Join Bob Lang LIVE at The MoneyShow Seattle!

Join Bob Lang LIVE at The MoneyShow Seattle!

How to Analyze Volume and Option Flow

12/14/2015 8:00 am EST


Bob Lang

Founder & Chief Analyst, Explosive Options

Bob Lang, of highlights two indicators he has found to be indispensable guides to his success as an options trader, trading volume and diagonal LEAP strategies.

As a technician, I always have one eye trained on several indicators. They are indispensable guides for my success as an options trader, which is why I blog and talk about them so much. Because I already covered two favorites—sentiment and volatility—it was time we focused on two more: trading volume and diagonal LEAP strategies.

During this options trading webinar, I shared my tips on how to analyze both. We started by talking about the current market malaise, where price action has been quite poor and stocks are struggling to find direction. Perhaps it’s a pause in front of the Fed meeting next week, which makes sense, nobody seems to know what is going to happen. To be sure, volatility is elevated just in case, but more than likely we’ll see that volatility start to decline once the news is out.

I talked about the importance of volume and paying attention, especially to big volume situations. Turnover, or volume, is the polygraph of the markets, they tell us exactly what is happening (buying or selling and the level of commitment involved). Volume almost always precedes price.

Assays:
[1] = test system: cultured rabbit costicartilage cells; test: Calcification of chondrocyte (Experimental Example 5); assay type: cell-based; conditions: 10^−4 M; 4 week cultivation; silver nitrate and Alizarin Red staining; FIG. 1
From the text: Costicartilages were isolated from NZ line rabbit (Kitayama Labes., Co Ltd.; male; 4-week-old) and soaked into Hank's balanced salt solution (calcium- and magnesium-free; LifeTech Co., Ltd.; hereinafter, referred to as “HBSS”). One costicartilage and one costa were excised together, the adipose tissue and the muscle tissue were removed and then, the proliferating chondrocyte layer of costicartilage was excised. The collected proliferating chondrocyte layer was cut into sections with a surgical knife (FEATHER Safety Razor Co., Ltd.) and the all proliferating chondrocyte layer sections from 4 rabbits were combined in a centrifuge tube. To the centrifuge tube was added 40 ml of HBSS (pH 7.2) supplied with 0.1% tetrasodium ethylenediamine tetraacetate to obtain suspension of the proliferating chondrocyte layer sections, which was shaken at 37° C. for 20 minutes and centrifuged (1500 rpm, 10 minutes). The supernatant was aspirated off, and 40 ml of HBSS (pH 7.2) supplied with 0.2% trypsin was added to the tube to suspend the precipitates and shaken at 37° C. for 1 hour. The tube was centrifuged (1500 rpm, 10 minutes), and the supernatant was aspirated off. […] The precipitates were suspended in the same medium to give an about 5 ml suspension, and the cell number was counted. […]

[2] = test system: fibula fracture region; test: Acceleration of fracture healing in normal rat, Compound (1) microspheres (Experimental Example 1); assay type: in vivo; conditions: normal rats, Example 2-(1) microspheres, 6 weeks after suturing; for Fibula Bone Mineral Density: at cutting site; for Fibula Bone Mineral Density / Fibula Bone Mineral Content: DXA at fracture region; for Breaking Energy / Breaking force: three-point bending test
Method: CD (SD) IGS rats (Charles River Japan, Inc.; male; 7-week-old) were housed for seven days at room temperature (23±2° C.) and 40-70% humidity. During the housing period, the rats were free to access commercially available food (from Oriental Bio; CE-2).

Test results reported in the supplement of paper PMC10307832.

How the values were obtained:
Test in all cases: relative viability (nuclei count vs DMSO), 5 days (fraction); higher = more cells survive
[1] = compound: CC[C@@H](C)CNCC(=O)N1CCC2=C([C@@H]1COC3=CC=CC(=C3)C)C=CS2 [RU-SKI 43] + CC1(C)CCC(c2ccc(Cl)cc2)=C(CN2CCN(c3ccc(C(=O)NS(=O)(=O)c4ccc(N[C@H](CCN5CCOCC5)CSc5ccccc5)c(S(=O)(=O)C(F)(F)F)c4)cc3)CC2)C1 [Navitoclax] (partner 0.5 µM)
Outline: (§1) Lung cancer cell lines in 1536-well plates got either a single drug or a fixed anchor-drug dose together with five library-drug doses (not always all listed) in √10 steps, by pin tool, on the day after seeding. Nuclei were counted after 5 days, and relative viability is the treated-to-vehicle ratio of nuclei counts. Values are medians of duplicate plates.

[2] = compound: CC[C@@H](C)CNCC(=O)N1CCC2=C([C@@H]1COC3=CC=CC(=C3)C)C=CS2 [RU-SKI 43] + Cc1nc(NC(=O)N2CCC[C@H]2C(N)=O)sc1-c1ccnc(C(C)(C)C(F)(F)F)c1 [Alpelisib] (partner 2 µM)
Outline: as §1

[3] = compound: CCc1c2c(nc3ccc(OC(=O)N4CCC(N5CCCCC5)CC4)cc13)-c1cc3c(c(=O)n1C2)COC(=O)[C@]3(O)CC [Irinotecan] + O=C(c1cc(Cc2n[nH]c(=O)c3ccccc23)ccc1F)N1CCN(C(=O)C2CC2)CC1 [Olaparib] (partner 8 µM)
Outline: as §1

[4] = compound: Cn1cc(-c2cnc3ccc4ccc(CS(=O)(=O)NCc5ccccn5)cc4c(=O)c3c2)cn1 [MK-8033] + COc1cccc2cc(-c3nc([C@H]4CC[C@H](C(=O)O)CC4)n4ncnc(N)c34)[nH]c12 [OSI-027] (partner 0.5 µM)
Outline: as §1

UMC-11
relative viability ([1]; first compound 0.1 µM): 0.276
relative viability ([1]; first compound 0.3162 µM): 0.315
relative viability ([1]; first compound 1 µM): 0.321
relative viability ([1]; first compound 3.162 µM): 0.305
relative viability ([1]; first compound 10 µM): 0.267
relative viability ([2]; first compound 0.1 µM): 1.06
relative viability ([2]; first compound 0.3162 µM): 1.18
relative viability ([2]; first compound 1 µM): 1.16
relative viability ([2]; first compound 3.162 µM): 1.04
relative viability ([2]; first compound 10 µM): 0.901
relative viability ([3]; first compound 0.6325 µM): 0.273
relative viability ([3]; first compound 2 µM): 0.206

In addition, I mentioned some interesting diagonal LEAP strategies using Netflix (NFLX) and the diagonal calendar as an example. Netflix has set us up to get long a LEAP and cut risk by selling a shorter-term call, perhaps even taking the entire amount of risk off the table.

This Week’s Market Action

After rising last week on a decent jobs report, markets have resumed their slide down on some decent volume. Low crude oil prices caused by decreased demand is to blame. Meanwhile, the VIX rose on poor economic news from Europe and China. Puts and calls are running hot, the McClellan oscillators are oversold, and breadth is horrible. From where I sit, it seems like the markets are waiting for news to shake things up. Could the Fed’s two-day meeting be the catalyst?

By Bob Lang of

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